As things stand on your system right now, you need to have your thumb drive plugged in every time you reboot in order to load the bootloader that allows your Hackintosh to load OS X. There are certain benefits to this (for example, right now you could quite likely unplug this hard drive from your Hackintosh, plug it into a Mac Pro, and it would work just fine), but it can also be a bit of a hassle. At this point, though, you can load the bootloader and other necessary components onto the Snow Leopard hard drive and change that drive to your primary boot drive in your BIOS. All you’ve got to do is head back to the step-by-step bootloader guide above and repeat every step, except this time you’re applying each step to your hard drive rather than your thumb drive.

Congratulations! You’ve Got a Fully Functional Hackintosh

“But for realz,” you ask, “does it actually work well?”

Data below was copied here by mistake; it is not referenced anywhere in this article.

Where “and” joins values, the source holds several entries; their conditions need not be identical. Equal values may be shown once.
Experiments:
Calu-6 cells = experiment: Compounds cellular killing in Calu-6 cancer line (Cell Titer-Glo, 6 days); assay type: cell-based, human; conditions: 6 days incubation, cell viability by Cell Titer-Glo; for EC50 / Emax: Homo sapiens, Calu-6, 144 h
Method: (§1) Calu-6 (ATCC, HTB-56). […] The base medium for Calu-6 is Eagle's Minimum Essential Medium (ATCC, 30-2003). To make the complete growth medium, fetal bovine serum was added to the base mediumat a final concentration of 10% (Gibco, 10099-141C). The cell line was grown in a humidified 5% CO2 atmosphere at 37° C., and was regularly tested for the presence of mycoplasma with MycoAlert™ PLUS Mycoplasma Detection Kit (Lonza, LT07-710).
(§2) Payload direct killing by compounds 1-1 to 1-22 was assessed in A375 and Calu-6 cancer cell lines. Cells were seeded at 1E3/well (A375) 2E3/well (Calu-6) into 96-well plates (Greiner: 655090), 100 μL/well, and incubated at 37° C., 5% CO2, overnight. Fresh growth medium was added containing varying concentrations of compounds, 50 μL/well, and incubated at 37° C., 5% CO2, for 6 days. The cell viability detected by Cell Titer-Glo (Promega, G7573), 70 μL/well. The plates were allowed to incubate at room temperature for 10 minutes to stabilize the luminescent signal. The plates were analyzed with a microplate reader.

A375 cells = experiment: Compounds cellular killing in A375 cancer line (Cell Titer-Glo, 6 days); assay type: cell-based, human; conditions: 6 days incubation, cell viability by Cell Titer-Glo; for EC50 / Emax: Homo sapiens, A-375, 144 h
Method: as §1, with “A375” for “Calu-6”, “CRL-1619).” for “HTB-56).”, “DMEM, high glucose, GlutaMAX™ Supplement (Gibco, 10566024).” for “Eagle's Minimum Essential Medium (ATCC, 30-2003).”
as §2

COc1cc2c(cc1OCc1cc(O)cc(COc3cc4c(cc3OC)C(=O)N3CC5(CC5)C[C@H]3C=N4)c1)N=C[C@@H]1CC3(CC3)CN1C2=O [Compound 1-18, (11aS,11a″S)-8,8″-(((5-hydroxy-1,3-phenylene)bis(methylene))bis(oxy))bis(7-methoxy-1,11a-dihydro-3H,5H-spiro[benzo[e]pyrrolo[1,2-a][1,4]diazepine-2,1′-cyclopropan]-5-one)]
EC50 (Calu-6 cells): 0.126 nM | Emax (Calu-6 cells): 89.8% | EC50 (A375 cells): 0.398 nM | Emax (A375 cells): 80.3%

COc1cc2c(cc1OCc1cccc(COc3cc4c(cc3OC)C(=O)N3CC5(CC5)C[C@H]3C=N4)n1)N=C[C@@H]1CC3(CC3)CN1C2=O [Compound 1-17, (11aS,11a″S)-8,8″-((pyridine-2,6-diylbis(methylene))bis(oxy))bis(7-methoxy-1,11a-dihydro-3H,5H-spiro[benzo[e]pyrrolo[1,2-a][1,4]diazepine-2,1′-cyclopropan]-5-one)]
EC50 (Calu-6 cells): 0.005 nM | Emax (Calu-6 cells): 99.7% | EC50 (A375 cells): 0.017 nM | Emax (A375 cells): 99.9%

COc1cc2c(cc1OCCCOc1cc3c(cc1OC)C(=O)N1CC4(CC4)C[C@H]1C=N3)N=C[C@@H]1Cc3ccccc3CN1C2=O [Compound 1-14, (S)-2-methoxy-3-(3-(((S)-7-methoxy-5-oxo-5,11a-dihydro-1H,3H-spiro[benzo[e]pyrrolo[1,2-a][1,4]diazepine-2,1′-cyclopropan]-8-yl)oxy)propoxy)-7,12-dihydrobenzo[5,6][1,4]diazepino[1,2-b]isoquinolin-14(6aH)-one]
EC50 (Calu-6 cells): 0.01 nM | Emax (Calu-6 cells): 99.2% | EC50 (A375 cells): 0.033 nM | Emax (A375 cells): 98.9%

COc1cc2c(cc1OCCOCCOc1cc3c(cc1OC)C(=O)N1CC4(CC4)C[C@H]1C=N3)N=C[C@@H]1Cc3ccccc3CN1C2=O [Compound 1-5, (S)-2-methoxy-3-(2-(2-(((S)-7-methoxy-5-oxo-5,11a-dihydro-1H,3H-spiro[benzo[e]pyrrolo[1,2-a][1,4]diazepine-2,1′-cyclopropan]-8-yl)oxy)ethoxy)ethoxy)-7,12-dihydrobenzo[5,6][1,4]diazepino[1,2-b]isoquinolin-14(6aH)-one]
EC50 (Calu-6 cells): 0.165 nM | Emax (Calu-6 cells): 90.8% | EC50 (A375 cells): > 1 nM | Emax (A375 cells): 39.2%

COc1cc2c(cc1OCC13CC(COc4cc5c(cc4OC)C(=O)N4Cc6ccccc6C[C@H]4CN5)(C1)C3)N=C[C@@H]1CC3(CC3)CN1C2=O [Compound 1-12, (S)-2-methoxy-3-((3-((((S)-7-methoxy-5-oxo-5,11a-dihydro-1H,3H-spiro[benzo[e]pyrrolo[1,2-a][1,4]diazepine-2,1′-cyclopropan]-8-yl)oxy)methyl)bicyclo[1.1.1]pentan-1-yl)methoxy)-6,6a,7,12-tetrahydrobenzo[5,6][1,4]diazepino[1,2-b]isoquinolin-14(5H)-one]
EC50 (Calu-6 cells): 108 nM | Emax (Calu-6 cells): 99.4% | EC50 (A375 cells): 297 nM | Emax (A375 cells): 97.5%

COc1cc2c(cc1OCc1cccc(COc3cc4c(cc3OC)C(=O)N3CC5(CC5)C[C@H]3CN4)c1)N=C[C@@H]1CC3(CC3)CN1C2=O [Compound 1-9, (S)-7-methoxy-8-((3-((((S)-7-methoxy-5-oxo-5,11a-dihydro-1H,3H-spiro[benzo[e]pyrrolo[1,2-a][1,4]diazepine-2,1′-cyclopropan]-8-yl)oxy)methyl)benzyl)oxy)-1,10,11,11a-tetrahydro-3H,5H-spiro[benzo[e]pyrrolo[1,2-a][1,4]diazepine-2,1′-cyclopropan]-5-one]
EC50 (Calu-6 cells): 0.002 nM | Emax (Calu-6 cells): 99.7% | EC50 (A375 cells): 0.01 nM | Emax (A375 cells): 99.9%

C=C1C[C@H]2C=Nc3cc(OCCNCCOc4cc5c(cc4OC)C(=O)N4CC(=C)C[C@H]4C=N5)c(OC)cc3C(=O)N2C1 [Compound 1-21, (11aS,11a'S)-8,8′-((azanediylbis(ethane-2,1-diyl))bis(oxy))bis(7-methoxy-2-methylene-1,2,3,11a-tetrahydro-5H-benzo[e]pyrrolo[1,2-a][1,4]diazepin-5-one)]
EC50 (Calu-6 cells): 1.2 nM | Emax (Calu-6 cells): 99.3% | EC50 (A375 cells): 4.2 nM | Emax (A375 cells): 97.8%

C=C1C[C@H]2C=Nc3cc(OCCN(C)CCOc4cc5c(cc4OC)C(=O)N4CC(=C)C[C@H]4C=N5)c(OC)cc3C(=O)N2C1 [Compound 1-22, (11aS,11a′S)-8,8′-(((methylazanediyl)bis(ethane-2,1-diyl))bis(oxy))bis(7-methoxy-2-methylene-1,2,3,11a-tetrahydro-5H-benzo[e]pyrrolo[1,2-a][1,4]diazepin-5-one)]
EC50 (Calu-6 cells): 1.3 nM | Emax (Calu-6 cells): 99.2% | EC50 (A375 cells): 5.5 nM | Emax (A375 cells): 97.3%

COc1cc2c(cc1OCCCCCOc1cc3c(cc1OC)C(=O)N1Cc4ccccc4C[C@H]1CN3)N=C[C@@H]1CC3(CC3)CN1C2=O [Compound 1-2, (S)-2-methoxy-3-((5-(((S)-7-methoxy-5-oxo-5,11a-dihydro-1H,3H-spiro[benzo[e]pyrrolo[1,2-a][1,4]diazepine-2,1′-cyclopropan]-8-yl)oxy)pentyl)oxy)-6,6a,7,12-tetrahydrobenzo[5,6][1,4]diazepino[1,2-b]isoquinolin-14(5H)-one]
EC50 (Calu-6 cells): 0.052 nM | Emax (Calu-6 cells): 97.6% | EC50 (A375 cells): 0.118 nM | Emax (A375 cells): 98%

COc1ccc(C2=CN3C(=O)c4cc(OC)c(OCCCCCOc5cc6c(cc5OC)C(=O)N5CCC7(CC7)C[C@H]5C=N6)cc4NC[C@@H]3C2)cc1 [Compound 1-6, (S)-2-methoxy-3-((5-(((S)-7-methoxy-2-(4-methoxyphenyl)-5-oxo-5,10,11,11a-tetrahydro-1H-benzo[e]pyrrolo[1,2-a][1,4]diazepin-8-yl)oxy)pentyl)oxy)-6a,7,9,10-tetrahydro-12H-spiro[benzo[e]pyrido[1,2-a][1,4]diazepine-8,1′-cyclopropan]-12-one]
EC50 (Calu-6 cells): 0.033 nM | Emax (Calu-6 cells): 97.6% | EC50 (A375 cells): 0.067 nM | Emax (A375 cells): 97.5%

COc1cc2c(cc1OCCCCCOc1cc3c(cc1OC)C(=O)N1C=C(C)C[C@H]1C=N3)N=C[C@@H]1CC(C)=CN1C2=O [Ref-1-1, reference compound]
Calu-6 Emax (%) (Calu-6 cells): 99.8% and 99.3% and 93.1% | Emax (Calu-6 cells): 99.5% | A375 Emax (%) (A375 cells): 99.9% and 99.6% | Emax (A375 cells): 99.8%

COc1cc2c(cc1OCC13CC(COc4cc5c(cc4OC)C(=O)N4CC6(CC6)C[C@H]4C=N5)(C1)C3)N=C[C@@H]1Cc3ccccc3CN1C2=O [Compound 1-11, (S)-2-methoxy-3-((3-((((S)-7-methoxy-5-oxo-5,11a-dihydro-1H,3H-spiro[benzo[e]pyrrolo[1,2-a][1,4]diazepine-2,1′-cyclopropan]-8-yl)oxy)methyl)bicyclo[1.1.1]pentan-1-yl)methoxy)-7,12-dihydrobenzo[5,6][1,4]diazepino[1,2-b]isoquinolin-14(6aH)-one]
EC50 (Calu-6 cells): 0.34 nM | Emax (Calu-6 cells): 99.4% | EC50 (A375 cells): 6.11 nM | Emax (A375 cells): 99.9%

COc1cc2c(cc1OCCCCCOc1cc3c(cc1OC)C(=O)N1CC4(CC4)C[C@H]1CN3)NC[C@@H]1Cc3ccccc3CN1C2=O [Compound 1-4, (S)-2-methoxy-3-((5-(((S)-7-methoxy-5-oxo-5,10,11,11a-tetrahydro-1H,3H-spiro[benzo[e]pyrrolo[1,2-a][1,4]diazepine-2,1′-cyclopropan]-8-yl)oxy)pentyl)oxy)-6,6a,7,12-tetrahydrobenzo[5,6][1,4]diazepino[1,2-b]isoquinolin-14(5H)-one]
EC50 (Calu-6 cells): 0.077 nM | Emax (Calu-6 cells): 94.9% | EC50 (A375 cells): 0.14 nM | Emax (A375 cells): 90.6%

I’ve been using one or another Hackintosh as my main computer for two years now, and while I’ve run into the occasional bump in the road, they’ve generally run extremely well. In fact, things just seem to keep on getting better and better, and the current build I’m running (the one I walked you through above) feels like the fastest, most stable build to date.

That's not to say that you won't experience an occasional kernel panic—you may very well. But I get crashes on my MacBook Pro, too, and I've never felt that my current Hack Pro has any more problems than any other proper Mac I've used on a regular basis. That may seem a bit crazy, but it's true.

As for upgrading—often, you'll be able to upgrade your Hack Pro without any problems. That said, it's something you normally need to check on beforehand, and you should take all of the upgrade precautions before giving it a go.

I’m planning on letting readers know how my Hack Pro handles various 10.6.x updates shortly after they happen, though, and if it requires a little extra work, I’ll show you how to handle it.


Let's hear your thoughts—whether you've dabbled in the world of Hackintosh, are interested in doing so, or just think it's plain crazy—in the comments.

Adam Pash is the editor of Lifehacker; he loves a good hack, cherishes his Macintosh, and craves a Mac Pro, so building a Hack Pro was a perfect fit. His special feature Hack Attack appears on Lifehacker. Subscribe to the Hack Attack RSS feed to get new installments in your newsreader.